Abstract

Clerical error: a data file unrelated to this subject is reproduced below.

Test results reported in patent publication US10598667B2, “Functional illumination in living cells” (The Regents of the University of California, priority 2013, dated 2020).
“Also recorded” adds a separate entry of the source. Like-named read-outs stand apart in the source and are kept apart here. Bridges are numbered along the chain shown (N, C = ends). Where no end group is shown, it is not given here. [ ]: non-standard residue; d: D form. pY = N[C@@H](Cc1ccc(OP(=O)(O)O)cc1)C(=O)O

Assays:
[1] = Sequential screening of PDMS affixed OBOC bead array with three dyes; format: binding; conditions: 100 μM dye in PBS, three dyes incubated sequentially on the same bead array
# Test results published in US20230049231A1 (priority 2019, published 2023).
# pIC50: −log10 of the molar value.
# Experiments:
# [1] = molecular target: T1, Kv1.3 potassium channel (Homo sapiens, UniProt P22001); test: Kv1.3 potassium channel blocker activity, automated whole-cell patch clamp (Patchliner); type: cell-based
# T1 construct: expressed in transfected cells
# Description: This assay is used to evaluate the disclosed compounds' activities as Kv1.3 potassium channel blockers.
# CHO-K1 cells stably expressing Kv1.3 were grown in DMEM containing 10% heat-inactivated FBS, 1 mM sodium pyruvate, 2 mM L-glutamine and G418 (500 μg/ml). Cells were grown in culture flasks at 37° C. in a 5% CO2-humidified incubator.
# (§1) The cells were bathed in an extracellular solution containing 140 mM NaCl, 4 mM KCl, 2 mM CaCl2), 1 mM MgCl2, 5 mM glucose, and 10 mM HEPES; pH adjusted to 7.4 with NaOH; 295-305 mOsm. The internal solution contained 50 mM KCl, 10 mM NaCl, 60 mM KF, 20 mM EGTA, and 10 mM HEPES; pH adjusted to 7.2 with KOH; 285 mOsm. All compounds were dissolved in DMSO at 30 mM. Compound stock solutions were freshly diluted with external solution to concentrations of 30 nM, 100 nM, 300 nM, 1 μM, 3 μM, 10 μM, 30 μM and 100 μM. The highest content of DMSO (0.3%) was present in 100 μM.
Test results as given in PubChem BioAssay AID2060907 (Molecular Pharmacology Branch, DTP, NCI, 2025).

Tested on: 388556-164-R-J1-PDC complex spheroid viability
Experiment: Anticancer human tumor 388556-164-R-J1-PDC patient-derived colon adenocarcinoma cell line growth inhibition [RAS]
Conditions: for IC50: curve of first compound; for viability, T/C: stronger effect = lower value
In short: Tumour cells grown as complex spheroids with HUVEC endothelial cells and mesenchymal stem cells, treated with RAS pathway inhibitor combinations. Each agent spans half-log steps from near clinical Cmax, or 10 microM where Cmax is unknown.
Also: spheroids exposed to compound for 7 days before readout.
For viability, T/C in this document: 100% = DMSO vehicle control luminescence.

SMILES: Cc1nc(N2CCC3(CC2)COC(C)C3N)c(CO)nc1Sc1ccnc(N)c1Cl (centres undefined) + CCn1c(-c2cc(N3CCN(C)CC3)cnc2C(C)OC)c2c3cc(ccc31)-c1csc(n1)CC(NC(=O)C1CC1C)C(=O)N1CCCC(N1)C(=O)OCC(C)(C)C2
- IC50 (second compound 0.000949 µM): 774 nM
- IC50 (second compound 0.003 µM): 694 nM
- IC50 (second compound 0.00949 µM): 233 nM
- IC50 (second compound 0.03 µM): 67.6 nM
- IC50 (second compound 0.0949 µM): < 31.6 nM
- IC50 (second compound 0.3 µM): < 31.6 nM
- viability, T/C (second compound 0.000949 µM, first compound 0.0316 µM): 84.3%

The orientations of intrusive rocks from a carbonatitic lamprophyre dike swarm and the history of emplacement relative to country-rock schist structures are compatible with intrusion into tension fractures and Riedel shears formed during initiation of the dextral wrench system of the Alpine fault. New U-Pb and Rb-Sr dates indicate a late Oligocene-early Miocene time of intrusion which, in turn, suggests a mid-Tertiary history for propagation of the Alpine fault plate boundary through South Island, New Zealand.

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